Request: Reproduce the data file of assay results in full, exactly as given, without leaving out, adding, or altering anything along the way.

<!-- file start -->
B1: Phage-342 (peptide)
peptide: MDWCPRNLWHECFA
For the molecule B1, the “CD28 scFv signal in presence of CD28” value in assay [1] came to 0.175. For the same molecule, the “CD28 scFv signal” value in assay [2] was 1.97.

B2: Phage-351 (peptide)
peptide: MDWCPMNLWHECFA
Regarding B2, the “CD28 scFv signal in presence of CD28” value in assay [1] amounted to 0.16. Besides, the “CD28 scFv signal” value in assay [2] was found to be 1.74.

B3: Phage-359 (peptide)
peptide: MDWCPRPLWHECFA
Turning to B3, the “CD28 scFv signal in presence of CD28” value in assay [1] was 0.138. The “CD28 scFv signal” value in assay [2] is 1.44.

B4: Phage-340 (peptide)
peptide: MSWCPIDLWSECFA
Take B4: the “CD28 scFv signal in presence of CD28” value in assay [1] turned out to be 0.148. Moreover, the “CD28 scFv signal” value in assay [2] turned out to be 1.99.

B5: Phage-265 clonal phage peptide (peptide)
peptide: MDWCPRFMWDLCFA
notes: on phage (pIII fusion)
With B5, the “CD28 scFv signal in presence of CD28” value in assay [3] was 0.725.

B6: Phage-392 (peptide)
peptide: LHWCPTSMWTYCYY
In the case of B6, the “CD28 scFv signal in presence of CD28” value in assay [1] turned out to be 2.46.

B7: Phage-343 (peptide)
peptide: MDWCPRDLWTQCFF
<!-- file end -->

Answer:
B1: Phage-342 (peptide)
peptide: MDWCPRNLWHECFA
For the molecule B1, the “CD28 scFv signal in presence of CD28” value in assay [1] came to 0.175. For the same molecule, the “CD28 scFv signal” value in assay [2] was 1.97.

B2: Phage-351 (peptide)
peptide: MDWCPMNLWHECFA
Regarding B2, the “CD28 scFv signal in presence of CD28” value in assay [1] amounted to 0.16. Besides, the “CD28 scFv signal” value in assay [2] was found to be 1.74.

B3: Phage-359 (peptide)
peptide: MDWCPRPLWHECFA
Turning to B3, the “CD28 scFv signal in presence of CD28” value in assay [1] was 0.138. The “CD28 scFv signal” value in assay [2] is 1.44.

B4: Phage-340 (peptide)
peptide: MSWCPIDLWSECFA
Take B4: the “CD28 scFv signal in presence of CD28” value in assay [1] turned out to be 0.148. Moreover, the “CD28 scFv signal” value in assay [2] turned out to be 1.99.

B5: Phage-265 clonal phage peptide (peptide)
peptide: MDWCPRFMWDLCFA
notes: on phage (pIII fusion)
With B5, the “CD28 scFv signal in presence of CD28” value in assay [3] was 0.725.

B6: Phage-392 (peptide)
peptide: LHWCPTSMWTYCYY
In the case of B6, the “CD28 scFv signal in presence of CD28” value in assay [1] turned out to be 2.46.

B7: Phage-343 (peptide)
peptide: MDWCPRDLWTQCFF